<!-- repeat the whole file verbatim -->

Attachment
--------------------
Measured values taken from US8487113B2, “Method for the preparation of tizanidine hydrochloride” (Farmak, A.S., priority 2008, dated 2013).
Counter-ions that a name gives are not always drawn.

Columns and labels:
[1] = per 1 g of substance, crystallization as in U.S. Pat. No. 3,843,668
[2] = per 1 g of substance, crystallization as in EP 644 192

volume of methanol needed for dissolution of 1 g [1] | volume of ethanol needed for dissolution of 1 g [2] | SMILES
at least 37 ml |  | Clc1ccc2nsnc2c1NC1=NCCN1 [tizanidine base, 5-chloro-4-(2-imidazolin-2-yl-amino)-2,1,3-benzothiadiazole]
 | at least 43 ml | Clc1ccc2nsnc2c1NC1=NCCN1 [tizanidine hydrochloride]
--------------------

Measured values taken from US8487113B2, “Method for the preparation of tizanidine hydrochloride” (Farmak, A.S., priority 2008, dated 2013).
Counter-ions that a name gives are not always drawn.

Columns and labels:
[1] = per 1 g of substance, crystallization as in U.S. Pat. No. 3,843,668
[2] = per 1 g of substance, crystallization as in EP 644 192

volume of methanol needed for dissolution of 1 g [1] | volume of ethanol needed for dissolution of 1 g [2] | SMILES
at least 37 ml |  | Clc1ccc2nsnc2c1NC1=NCCN1 [tizanidine base, 5-chloro-4-(2-imidazolin-2-yl-amino)-2,1,3-benzothiadiazole]
 | at least 43 ml | Clc1ccc2nsnc2c1NC1=NCCN1 [tizanidine hydrochloride]